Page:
How to Survive—and Thrive—Amid Regulatory Change
a company may want to create a project plan with milestones
leading up to when the regulation takes effect and any changes
that need to be implemented—while making sure the timeline is
feasible and will result in compliance with applicable regulatory
deadlines. The level of available resources should be taken into
account when creating this project plan: number of people, internal
vs. external resources, length of time to comply, and dependencies.
The number of people needed might be determined based on
the financial materiality of the regulation, the amount of effort
required, and the remaining time until regulation takes effect.
If full-time support on the new regulation is needed, it may
result in resource strain for other internal functions (“business
as usual” processes). Utilizing external resources that are familiar
with the regulation could save time and relieve pressure in the
short term, however developing internal resources to build a
knowledge base and support for the regulation in the future may
prove valuable in the long run.
Education is a key component at the early stages to stay ahead
of the regulation (and the competition). An internal committee
to address the new regulation that consists of key stakeholders
from across the organization is a good start (pricing, valuation,
financial reporting, corporate actuarial, etc.). Depending on the
level of impact and scope of the change, there may be staff solely
dedicated to this initiative. Committee members and dedicated
staff might be encouraged to participate in working groups on the
topic—including actuarial associations such as the Academy as well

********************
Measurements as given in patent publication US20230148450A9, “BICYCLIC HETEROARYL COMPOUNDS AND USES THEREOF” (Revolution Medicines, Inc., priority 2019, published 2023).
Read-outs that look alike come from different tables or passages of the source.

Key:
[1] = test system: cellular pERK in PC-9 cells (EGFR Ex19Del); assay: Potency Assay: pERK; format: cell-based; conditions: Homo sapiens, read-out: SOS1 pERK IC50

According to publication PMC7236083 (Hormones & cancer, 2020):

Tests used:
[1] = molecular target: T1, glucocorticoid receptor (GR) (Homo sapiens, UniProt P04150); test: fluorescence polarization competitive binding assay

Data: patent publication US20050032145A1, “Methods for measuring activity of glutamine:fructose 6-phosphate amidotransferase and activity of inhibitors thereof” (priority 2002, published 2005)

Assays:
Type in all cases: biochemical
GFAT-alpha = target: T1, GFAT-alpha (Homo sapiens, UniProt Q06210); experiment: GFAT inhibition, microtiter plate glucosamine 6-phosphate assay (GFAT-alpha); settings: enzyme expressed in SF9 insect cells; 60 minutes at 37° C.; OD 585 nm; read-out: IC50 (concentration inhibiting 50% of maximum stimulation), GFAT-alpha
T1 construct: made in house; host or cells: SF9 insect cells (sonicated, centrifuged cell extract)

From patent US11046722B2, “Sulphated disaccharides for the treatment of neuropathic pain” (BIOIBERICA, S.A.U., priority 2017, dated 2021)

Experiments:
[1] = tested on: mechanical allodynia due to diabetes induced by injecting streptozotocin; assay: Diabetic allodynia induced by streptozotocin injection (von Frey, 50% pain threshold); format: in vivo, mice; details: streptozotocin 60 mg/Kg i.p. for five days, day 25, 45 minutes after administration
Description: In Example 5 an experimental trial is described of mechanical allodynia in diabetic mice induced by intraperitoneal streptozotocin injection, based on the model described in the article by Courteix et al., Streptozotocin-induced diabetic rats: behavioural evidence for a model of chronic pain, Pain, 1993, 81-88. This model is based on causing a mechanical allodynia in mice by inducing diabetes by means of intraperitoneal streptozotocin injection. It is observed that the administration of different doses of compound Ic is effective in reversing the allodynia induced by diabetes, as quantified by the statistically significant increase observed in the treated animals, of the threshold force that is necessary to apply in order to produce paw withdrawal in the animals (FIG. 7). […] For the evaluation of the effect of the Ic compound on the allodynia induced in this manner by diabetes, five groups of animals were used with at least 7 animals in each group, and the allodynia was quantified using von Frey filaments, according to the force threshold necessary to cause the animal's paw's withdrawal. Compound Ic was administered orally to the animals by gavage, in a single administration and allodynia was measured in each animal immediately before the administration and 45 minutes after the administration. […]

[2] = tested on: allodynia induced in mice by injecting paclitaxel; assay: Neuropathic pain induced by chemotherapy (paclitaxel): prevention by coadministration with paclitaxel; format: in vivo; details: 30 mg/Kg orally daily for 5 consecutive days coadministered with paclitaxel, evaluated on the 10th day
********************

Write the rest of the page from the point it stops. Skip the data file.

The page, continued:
as industry groups—to see how others are handling the change.
Participating in working groups can allow stakeholders to learn
about issues others are facing and how they are addressing them.
Participation in pilot studies is another great way to get insights
from regulators and put your company’s plan into action. This can
be a useful approach to receive regulatory guidance on issues you
may be facing. The company might consider sponsoring webcasts
or procuring other internal educational resources for all employees
to learn more about the regulation and its associated implications.
We see education as not a one-and-done item, but rather an ongoing
effort through the implementation date and beyond.
Companies preparing to deal with regulatory change would be
wise to consider possible downstream impacts of the change.
Some items for consideration could include:
■ ■ Business strategy: How does the overall future vision fit into
the business strategy? Is the product mix affected? Marketing?
Merger/acquisition activity? We saw this come into play with the
Affordable Care Act (ACA) and DOL fiduciary rule, both of which
are forcingcompanies to shift their product mix, commission
schedule, and, in some cases, pivot on their core business strategy.
■ ■ Capital management: Similar to the points above, how will
capital be managed? New captives? Reinsurance decisions?
Changes to investment strategy? As an example, the enactment
of Actuarial Guideline 48 caused many companies to rethink
their decisions with respect to captives.
■ ■ Regulatory compliance: How will the change be documented?
What controls will be put in place? How will this be audited?
How will the regulators react to the changes and the companies’
decisions? With Sarbanes-Oxley, Dodd-Frank and its “systemically
important financial institution” (SIFI) designations, companies
generally changed the way they thought about compliance
overnight and added very strict reporting requirements.
■ ■ Risk management: How do the decisions of the overall company
fit into the risk framework and risk appetite? Is a company
being conservative with its assumptions? Aggressive on its
tax position? Own Risk and Solvency Assessments (ORSAs)
require risk management to be taken into account, but they
do not apply to all companies and have not been adopted in
all states. There are several instances in VM- 20 in which the
Valuation Manual specifically states that the interpretation of
the regulation should be consistent with how the company
manages risk for a given business .
■ ■ Governance: Governance could be broken down into data governance, model governance, and assumption governance. How
will the new regulations impact all three buckets? Will models
need to be updated? Will new data feeds need to be created?
Will new assumptions or processes be required? VM- 20 is a
great example; the NAIC actually created a regulatory standard,
VM-G, to address governance issues.
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